“Why do we neglect our Navy and pay out huge sums to private firms? Why has this become so attractive to these people in government,” a security expert wondered.

Two weeks ago, a report by the International Maritime Bureau (IMB) revealed a 40 per cent increase in the number of kidnappings reported in the Gulf of Guinea in the first nine months of 2020, compared with the same period in 2019. That was as Director-General, Nigerian Maritime Administration and Safety Agency (NIMASA), Bashir Jamoh, disclosed recently that the agency’s investigation had revealed that Somali pirates were now active in Nigerian waters and the Gulf of Guinea.
The IMB said there were 132 attacks reported since the beginning of 2020, up from 119 incidents in the same period last year.

It added, “Of the 85 seafarers kidnapped from their vessels and held for ransom, 80 were taken in the Gulf of Guinea, in 14 attacks reported off Nigeria, Benin, Gabon, Equatorial Guinea, and Ghana. By the end of the third quarter (Q3), seafarers reported 134 cases of assault, injury, and threats, including 85 crewmembers being kidnapped, and 31 held hostage onboard their ships. A total of 112 vessels were boarded, and six were fired upon, while 12 reported attempted attacks.”
IMB warned that pirate gangs in the area were well organised and targeted all vessel types over a wide range.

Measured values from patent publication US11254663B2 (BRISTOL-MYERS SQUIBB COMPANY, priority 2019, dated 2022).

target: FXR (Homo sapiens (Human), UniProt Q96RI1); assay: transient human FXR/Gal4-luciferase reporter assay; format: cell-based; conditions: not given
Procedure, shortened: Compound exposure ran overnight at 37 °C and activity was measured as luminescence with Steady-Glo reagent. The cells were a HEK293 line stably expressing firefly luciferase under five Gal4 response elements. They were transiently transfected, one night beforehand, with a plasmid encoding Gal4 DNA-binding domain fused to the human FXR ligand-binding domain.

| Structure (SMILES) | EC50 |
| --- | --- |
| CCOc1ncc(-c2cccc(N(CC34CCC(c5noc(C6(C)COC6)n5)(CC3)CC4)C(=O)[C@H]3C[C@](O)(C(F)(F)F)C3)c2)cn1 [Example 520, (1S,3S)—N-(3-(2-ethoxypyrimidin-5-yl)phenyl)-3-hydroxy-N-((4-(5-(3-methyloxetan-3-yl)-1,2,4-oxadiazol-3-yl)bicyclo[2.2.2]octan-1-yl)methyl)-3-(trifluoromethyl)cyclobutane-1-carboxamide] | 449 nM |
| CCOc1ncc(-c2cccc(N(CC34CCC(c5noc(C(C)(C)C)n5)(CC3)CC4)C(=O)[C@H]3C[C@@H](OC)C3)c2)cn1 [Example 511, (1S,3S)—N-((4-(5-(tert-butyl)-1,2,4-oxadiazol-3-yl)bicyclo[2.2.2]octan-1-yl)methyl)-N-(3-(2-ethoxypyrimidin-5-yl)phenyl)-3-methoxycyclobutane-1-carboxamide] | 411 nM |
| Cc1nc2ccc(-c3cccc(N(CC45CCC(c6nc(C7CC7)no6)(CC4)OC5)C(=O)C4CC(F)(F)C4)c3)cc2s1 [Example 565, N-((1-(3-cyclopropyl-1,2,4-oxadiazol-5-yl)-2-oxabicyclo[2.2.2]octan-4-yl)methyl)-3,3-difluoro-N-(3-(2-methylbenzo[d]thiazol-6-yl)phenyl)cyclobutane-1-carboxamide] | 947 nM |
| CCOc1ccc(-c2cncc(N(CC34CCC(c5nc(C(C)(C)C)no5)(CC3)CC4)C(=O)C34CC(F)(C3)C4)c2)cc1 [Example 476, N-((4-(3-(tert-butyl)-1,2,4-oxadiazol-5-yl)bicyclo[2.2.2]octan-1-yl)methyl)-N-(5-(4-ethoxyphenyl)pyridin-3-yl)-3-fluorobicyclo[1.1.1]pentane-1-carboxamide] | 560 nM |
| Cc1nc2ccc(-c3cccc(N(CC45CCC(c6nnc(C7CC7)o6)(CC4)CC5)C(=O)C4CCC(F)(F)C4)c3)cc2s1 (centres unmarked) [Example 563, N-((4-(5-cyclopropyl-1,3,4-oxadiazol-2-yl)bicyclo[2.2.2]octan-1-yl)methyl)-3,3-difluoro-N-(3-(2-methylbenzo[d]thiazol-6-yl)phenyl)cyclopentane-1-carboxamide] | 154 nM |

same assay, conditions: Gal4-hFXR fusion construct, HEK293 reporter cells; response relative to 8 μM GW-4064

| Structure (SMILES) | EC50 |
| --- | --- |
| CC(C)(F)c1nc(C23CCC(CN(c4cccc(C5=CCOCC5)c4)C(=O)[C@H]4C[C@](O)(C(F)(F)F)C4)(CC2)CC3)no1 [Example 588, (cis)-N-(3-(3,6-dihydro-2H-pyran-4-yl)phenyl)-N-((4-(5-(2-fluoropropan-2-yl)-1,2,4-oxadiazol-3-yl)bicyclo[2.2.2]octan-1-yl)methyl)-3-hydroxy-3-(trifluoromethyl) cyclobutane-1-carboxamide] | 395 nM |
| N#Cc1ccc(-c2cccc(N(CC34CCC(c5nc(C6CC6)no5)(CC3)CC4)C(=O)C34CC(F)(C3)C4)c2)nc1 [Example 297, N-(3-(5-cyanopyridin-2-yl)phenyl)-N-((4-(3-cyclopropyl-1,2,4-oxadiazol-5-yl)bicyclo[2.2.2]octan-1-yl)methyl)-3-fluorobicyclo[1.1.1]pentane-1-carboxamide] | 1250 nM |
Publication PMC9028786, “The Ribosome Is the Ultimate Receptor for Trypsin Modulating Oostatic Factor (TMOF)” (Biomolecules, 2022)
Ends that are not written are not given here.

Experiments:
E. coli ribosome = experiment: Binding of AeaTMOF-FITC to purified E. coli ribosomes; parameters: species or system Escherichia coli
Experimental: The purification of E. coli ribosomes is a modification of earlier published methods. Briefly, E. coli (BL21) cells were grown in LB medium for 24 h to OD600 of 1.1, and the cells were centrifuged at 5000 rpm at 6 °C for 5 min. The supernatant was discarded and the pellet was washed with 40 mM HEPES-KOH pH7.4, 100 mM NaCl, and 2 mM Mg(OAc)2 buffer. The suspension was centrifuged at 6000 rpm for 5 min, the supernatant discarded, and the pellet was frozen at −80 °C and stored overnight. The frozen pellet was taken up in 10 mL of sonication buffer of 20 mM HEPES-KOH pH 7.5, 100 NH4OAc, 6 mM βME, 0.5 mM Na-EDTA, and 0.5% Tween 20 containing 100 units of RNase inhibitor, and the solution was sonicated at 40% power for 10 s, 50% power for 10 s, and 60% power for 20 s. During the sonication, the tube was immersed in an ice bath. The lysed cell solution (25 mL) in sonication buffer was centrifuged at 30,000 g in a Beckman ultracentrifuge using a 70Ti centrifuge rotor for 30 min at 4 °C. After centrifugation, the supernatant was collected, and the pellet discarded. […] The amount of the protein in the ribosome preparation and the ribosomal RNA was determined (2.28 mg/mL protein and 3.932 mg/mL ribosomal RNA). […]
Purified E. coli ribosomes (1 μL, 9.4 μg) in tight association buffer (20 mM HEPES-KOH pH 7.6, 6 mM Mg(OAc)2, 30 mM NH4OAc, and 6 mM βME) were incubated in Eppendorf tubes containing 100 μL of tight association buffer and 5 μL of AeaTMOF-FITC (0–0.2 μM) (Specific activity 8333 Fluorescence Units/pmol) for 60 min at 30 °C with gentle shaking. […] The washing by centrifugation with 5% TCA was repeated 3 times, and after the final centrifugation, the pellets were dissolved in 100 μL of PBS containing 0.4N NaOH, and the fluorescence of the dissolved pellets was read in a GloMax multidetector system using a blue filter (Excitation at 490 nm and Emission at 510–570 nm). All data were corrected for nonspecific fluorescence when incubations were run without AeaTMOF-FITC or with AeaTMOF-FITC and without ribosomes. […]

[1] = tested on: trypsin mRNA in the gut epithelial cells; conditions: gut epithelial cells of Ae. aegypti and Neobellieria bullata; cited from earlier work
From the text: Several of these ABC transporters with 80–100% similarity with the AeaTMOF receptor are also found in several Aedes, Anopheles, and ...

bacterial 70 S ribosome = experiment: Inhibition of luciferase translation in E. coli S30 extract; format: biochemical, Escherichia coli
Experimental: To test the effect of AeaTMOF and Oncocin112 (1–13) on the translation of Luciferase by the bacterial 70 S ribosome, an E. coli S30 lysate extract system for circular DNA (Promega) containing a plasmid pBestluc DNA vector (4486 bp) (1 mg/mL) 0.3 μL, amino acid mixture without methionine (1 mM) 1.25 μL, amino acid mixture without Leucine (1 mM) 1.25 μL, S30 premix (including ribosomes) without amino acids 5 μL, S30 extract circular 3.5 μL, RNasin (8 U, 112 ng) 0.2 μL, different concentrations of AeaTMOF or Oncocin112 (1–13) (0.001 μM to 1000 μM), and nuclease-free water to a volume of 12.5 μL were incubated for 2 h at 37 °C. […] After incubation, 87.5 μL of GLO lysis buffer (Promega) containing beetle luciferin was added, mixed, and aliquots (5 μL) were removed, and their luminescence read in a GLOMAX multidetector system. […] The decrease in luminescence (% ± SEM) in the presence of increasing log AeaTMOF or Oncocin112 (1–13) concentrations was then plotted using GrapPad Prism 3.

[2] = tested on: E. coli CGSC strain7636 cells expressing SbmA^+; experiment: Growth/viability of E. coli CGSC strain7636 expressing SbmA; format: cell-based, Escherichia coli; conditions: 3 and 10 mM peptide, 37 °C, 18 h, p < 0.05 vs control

The IMB report said, “On 17 July 2020, eight pirates armed with machine guns boarded a product tanker underway around 196 nautical miles southwest of Bayelsa, Nigeria. They held all 19 crew members hostage, stole the ship’s documents and valuable items, and escaped with 13-kidnapped crew. The tanker was left drifting with limited and unqualified navigational and engine crew onboard. A nearby merchant vessel later helped the tanker to sail to a safe port. The 13 kidnapped crewmembers were released safely one month after.”

Last week, a group of Nigerian stowaways who hijacked a UK-bound ship were arrested after a 10-hour standoff. The alleged Nigerian hijackers had threatened to kill the crew of the oil tanker – Nave Andromeda – bound for the UK. The Nave Andromeda departed Nigeria on October 6 bound for Southampton. UK authorities believed the stowaways had boarded in the port of Lagos through the vessel’s rudder trunk, an opening near the ship’s hull.